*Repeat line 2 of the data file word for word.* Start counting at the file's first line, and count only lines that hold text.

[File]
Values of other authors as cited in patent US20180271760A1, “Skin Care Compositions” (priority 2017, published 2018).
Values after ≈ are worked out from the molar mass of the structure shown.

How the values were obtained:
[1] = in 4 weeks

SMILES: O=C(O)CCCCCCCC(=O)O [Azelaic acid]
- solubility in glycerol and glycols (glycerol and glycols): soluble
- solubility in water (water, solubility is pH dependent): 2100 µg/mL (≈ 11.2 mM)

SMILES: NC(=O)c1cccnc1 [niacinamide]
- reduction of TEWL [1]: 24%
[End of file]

Values after ≈ are worked out from the molar mass of the structure shown.